Corporate communications is a complex game. A litany of internal and external stakeholders, with different perspectives and needs, never fail to keep company leaders on their toes. From shareholders to employees, each audience has influence on how a company executes its communications strategy. However, during this particular time of year – especially in the aftermath of an election cycle – governmental bodies play an outsized role in influencing corporate communication planning. The impact of election cycles on corporate communication strategies, whether it be local government or the current resident of the White House, can have the potential for tremendous impact on several areas within any organization’s operations. So, it’s understandable that a change of administration, and who they appoint to key areas can be a notable event for any corporation.
Opportunity to sharpen your corporate communications strategies
At a moment like this, a fresh assessment of your stakeholders and their priorities poses an opportunity to sharpen both your organization’s corporate communications and public affairs strategies. Any organization that is assessing a new paradigm of political influence need only look for the opportunities that present themselves with a new administration. Priorities that were once put on the back burner to avoid conflict or waste can now be elevated. At the same time, the priorities or pet projects of a previous administration may now need to be de-prioritized in an effort to stay ahead of alienating new policymakers.
What is unlikely in today’s political and public environment is that a company can or will remain neutral on high profile issues. Whether the influence towards action comes from customers or employees, companies are being forced to take sides on issues that they may have otherwise avoided in the past. With a new administration, how your organization prioritizes issues is key, as well as how you plan on responding may influence your relationship with these new players.
Taking a hard look over the next four years to emerge on the "right-side" of potential conflict
As companies begin to take a hard look at policy or business issues that will impact their bottom line over the next four years, it is critical that they retain a sense of perspective and global awareness of each of their stakeholders’ attitudes towards any specific topic. Communications should be crafted in a way that deftly acknowledges those attitudes and positions the company to emerge on the “right side” of potential conflict. To do this, corporate communications managers must be both forward-looking, while still remaining apprised of the current landscape. One of the most important tactics to accomplish this is to regularly meet and discuss these issues with public officials and stakeholders alike. With new administrations, there is no benefit in waiting to establish those lines of communications. Company leadership needs to understand where an organization’s audiences are on any given issue, which will help guide the creation of the communication strategy and plan.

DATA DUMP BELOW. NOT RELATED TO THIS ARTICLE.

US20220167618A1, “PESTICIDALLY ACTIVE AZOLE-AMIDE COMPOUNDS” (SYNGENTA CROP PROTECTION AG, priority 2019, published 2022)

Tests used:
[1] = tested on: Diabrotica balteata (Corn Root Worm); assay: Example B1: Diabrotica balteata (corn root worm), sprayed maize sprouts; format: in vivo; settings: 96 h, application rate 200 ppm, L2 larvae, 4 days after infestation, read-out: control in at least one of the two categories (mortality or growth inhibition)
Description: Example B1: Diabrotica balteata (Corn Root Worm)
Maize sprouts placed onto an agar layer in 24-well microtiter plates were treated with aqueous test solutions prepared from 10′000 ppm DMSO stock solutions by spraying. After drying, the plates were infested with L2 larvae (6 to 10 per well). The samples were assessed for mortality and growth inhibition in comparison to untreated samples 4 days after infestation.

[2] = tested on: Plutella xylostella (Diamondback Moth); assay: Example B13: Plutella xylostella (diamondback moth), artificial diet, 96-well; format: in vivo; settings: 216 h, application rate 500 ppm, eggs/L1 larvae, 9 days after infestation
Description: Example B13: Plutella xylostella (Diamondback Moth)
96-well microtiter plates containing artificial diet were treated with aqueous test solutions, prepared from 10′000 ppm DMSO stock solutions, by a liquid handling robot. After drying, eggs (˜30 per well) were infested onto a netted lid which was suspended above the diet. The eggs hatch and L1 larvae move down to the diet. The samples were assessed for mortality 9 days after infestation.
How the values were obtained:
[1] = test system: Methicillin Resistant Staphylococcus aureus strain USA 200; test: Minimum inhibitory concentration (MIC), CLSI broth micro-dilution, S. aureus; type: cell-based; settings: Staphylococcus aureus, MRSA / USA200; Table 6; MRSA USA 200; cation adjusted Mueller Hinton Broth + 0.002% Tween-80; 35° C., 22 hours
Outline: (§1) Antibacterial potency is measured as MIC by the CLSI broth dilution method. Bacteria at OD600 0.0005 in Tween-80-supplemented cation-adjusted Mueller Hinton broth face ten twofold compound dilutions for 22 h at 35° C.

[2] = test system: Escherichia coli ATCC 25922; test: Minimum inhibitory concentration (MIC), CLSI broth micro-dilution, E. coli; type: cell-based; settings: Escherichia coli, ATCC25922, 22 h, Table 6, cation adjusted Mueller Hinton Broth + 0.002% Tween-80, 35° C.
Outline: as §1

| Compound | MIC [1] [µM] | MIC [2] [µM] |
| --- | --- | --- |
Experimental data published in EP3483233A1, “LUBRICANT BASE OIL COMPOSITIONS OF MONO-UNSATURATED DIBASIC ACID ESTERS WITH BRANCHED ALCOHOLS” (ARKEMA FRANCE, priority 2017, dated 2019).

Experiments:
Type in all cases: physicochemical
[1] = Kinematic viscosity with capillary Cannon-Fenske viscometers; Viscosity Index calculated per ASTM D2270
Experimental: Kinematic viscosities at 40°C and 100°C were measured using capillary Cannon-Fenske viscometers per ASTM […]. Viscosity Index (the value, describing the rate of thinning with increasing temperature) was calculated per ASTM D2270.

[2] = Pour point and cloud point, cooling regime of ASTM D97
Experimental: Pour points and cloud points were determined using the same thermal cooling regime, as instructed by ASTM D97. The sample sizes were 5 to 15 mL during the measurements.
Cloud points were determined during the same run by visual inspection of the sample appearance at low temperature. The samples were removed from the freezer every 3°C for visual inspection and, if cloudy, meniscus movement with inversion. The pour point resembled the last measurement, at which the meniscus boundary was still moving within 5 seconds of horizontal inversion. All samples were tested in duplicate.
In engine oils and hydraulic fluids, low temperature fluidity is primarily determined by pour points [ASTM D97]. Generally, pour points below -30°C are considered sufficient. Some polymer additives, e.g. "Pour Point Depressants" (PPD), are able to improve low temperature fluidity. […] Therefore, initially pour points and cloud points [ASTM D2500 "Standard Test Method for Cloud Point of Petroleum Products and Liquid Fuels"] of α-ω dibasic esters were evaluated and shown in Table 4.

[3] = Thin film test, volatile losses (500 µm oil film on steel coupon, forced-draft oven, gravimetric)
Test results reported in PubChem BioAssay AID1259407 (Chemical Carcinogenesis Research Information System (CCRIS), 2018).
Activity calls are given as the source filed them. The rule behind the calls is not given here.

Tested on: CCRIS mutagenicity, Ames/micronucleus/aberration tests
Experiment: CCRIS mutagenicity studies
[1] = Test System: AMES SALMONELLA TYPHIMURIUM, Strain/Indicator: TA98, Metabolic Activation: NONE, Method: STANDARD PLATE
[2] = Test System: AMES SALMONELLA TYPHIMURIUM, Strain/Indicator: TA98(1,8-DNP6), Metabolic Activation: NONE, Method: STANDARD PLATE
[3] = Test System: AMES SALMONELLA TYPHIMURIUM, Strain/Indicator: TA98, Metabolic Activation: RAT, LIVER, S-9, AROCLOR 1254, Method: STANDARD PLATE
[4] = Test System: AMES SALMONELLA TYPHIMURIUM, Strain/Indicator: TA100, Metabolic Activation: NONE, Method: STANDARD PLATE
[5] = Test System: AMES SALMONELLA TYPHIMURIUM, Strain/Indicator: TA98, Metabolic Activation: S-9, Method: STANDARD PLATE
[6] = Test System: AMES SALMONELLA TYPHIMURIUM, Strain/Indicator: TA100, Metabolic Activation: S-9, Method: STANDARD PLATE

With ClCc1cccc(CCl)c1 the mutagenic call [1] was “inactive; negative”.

Regularly conducting research into stakeholders’ sentiment on issues of importance
Another important tactic to stay ahead of any potential policy pitfalls is to regularly conduct research into stakeholders’ sentiment on issues of importance. Having data not only informs the decision-making process and provides guidance to an organization’s leadership, it can be used a door opener to establish those early relationships with new players who may otherwise not fully understand the reality on the ground.
Remembering the impact on all parties
Finally, while organizations want to establish strong working relationships with new players, they must also be positioned for potential of fallout if those relationships turn out to be more adversarial than they hoped. This could simply be a result of the industry they operate in being a target for an incoming administration reforms, or the company may simply have the weaker relationship than its competitors. Having communications plans in place for potential emergencies allows an organization to quickly respond and mitigate detrimental impact on their business or reputations.
Ultimately, an organization must remember that stakeholders are always changing. While a new administration may have the potential of both stronger and weaker positions for an organization, those former players and their allies will continue to play a role. While new relationships must be formed, those old relationships should never be tossed aside.
These dynamics are what makes corporate communications such a complex game.